Hi all! I've been trying to do PCA for my RNAseq data to examine the relationship between my samples. I have been asking questions under a different post and Kevin Blighe suggested I start a new post, so here it is.
I have RNAseq data from 3 types of tissues, one disease tissue (n=44) and two potential control tissues (n=16 and n=4). I want to do some analysis, and one of which is PCA to get some info on the relationship between the groups and to see if one of the two potential controls is more similar to the disease tissue in gene expression.
So, I have raw readcounts for these 64 samples.
Kevin Blighe suggested using DESeq2 and I've used the following code:
dds <- DESeqDataSetFromMatrix(countData = cts, colData = coldata, design = ~ batch + condition) dds <- DESeq(dds) normalized_counts <- counts(dds, normalized=TRUE) vsd <- vst(dds, blind=TRUE) assay(vsd)
In this code I used 'batch' because I have also some other samples from other studies, that were therefore not part of the same experiment and I thought that a factor batch (defined in coldata) could help to remove some of the effect of these different experiments. Please tell me if this is wrong.
Then I put the vsd data in a data frame to be able to generate histograms of each column (sample):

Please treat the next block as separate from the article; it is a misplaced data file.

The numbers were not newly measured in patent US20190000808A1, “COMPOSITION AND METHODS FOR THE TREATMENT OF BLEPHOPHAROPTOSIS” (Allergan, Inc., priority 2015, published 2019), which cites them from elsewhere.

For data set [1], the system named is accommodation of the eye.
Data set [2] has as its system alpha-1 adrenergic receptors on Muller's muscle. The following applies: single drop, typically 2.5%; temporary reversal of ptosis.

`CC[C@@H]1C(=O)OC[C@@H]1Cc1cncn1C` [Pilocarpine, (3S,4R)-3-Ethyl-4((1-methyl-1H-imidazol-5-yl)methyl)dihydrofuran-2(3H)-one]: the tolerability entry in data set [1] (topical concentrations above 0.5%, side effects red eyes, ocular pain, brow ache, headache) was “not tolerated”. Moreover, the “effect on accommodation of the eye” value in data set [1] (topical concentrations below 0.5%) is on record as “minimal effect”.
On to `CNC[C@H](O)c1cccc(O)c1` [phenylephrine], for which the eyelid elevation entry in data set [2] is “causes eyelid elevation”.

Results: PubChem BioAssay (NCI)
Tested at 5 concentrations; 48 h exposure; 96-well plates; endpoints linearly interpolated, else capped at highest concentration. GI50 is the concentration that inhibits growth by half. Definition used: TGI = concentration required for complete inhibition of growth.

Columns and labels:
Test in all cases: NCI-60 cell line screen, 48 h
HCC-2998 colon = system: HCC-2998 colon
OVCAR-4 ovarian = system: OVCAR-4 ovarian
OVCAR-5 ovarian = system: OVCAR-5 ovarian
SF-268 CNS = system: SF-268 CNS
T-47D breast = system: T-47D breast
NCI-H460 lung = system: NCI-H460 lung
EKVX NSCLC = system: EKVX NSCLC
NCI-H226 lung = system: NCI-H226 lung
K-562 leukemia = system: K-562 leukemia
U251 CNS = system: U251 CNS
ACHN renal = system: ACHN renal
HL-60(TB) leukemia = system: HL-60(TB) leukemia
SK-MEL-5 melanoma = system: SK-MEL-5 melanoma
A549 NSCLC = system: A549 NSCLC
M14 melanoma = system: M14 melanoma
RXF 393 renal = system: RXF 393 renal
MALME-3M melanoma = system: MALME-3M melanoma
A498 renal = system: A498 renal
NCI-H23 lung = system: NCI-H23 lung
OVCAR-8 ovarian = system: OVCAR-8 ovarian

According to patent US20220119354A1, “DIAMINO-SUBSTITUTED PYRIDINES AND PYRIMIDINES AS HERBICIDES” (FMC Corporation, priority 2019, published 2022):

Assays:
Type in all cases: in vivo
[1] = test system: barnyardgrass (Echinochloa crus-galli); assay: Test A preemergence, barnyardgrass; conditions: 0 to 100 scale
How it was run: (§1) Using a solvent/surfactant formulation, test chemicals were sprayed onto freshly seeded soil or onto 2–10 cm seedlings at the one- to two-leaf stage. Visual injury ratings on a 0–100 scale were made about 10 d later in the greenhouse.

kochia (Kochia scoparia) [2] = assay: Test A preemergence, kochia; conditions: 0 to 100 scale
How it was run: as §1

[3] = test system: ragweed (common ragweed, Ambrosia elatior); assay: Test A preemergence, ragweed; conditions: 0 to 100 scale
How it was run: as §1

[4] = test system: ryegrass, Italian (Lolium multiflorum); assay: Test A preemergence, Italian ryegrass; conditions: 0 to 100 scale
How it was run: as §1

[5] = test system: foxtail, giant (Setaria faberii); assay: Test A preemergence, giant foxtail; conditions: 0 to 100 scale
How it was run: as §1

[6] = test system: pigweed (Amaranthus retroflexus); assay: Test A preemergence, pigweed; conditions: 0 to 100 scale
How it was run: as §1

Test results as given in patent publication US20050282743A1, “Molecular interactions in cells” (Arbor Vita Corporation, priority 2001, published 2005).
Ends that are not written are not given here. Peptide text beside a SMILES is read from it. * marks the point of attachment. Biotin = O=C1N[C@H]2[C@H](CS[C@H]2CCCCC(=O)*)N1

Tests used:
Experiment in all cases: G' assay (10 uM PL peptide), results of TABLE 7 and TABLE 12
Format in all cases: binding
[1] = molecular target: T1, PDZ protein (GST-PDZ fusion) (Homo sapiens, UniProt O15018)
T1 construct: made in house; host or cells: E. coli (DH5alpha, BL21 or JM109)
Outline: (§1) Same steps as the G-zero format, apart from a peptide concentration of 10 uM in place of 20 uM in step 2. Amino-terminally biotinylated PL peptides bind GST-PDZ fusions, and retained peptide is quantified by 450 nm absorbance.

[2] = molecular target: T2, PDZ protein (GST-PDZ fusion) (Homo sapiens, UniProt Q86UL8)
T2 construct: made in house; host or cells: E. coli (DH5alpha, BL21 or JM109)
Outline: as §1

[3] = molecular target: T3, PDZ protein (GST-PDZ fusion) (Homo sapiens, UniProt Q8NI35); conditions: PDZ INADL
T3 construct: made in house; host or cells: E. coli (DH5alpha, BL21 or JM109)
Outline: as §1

counts_norm_logged <- as.data.frame(assay(vsd)) hist(counts_norm_logged[,1])
I used a loop to generate histograms for all samples, and the distribution looks very similar between all these samples. This is an example:
So, there is a very large bar that represents all the genes that are not expressed in the sample, because their normalized logged count becomes a value around 4.
If I zoom in by cutting the y-axis at 10000, you get this image:
So, something is not really right here since my data should be more or less normally distributed now, after the normalization and logging.
There is one thing that might be related to this that I've wondered about for a while, since someone else mapped my data. The count data that I received back contains 63677 genes, while datasets I've worked with before contained 45274 genes. I've now googled it and I think that the human genome is not supposed to have that many genes...? Or am I mistaken? UPDATE: I've run the same code on some old datasets with 45274 genes and it gives a similar distribution, just the first bar is lower because it contains less genes (so I do think that the additional 20000 genes (almost) all have zero counts). Here is an example of these data with the same code:
That said, it might not be clear that I have not removed lowly expressed genes from these datasets. Should I have done this? And if so, what would be a good method and cut-off for this, since I've struggled with this before since it seems so arbitrary, at least to me, a person who is not to knowledgeable in this field.
Thank you in advance! I really hope someone can help me with this!